A spectacularly preserved partial skull, associated with the rare dinosaur species Parasorrholofus sertocristatus, was found and analyzed for the first time in 97 years.
Detailed skulls in a new study in the Pearj Journal show the intact structure of the animal’s signature tube-shaped nasal passage, giving new clues to the evolution of the peculiar crest, a topic of discussion among paleontologists for decades.
“My jaw dropped when I first saw the remains,” Terry Gates, a paleontologist at North Carolina State University and lead author of the paper, said in a statement Monday. “I’ve been waiting almost 20 years to see a sample of this quality.”
The tube-like crest had an internal network of airways for breathing, but could also be used for communication.
David Evans, vice president of natural history at the Royal Years Ontario Museum, said that over the past 100 years, ideas for the purpose of exaggerated tube crests have ranged from sn snuckles to super sniffers. “But after decades of study, we now think that these arrests are primarily used to communicate in their genre as sounders and visual displays.”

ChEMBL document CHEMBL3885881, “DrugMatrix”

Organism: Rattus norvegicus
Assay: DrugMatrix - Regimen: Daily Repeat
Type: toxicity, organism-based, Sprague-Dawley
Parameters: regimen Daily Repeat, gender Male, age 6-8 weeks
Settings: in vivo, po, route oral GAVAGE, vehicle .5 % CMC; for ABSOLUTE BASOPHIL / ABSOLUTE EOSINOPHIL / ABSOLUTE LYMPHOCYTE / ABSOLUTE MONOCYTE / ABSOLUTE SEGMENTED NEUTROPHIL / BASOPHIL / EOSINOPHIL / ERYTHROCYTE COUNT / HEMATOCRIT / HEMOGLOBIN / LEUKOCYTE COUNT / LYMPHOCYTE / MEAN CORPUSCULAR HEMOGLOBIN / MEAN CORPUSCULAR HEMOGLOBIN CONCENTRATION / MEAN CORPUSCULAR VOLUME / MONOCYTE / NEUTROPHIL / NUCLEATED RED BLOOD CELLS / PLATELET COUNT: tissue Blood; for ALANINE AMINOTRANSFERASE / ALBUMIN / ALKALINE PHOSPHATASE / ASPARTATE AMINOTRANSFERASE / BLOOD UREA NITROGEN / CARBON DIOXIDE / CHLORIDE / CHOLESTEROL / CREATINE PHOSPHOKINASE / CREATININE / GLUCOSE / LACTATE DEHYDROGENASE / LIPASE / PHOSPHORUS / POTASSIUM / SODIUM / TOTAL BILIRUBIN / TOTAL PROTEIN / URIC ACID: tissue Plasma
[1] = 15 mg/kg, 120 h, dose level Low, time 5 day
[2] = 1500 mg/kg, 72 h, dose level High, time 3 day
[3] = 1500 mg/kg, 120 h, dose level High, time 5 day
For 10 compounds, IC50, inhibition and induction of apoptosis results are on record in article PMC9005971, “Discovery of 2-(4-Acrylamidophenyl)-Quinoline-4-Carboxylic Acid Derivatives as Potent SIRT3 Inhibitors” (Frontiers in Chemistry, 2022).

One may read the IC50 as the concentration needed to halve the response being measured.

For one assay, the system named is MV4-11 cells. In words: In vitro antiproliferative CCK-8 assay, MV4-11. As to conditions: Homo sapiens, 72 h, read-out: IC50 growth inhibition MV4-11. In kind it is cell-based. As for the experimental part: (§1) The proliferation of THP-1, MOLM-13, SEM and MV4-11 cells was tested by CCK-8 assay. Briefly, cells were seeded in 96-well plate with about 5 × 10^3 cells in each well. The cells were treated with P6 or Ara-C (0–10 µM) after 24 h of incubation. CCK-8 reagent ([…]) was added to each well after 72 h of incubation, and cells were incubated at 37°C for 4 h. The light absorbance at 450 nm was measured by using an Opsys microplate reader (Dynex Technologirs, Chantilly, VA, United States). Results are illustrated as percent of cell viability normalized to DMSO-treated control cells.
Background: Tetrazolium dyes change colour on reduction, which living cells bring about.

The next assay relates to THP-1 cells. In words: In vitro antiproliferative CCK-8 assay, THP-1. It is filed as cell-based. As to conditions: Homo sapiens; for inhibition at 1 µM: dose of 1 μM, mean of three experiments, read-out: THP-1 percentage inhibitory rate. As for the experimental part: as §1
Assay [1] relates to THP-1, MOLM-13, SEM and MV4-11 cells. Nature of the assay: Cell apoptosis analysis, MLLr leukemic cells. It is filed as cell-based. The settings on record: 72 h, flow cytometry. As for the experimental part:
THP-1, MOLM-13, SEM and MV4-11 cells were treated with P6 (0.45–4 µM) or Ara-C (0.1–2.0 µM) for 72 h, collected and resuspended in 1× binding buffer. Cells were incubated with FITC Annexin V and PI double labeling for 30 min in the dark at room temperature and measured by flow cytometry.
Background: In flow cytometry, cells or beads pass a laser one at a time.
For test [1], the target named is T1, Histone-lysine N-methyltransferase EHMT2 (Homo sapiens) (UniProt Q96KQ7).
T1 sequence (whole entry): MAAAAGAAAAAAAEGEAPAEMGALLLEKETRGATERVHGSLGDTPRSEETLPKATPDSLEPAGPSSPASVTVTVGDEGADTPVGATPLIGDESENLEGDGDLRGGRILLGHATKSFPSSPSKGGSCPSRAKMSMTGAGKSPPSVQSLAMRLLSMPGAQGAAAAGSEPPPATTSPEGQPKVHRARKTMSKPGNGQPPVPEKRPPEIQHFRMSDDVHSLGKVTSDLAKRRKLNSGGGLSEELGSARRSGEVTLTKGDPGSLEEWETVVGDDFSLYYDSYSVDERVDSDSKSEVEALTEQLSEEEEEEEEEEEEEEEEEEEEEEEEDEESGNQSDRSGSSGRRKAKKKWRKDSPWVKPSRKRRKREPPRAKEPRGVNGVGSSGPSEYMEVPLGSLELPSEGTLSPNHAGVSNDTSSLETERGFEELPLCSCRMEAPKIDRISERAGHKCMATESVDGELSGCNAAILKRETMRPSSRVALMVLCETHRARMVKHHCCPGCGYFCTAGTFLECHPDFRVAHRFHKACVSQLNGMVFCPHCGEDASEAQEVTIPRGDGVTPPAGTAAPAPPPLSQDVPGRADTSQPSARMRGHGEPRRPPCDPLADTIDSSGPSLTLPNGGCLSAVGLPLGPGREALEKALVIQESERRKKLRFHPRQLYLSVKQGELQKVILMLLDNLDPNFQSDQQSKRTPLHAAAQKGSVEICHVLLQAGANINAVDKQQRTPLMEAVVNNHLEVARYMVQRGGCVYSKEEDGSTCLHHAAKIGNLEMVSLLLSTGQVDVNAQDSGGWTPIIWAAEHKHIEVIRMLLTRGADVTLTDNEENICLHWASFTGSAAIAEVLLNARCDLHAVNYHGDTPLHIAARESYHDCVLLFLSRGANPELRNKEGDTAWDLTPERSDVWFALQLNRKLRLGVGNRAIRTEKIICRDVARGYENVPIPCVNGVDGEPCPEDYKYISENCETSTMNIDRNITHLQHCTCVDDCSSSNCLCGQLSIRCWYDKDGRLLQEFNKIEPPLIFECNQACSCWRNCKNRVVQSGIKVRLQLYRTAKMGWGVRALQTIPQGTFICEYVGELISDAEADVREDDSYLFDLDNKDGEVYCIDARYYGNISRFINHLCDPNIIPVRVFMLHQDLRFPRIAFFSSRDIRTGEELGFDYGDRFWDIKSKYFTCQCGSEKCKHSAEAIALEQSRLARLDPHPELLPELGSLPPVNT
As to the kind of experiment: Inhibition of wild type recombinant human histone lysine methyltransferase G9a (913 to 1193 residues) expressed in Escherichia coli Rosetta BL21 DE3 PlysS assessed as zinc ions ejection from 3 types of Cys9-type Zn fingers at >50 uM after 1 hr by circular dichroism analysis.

The partial dinosaur skull was found by Smithsonian ecology colleague Erin Spear in 2017 when Spear discovered northwestern New Mexico as part of a paleonologist at the Denver Museum of Nature and Science team.
Three species of currently recognized parsurolophus have been found in rocks all the way from Alberta, Canada to New Mexico, ranging from 77 to 77.5.5. million to millions of years.
A new study has found for the first time that the tube crested dinosaur species found in South America is a way to connect with the northern species found in Alberta, Canada. The skull specimen shows that the dinosaur’s crest was formed in the same way as the other, related duck-bill dinosaur capture.
“This specimen is a wonderful example of amazing creatures evolving from a single ancestor,” said Joe Certich, curator of dinosaurs at the Denver Museum of Nature and Science and leader of the team that discovered the skull.
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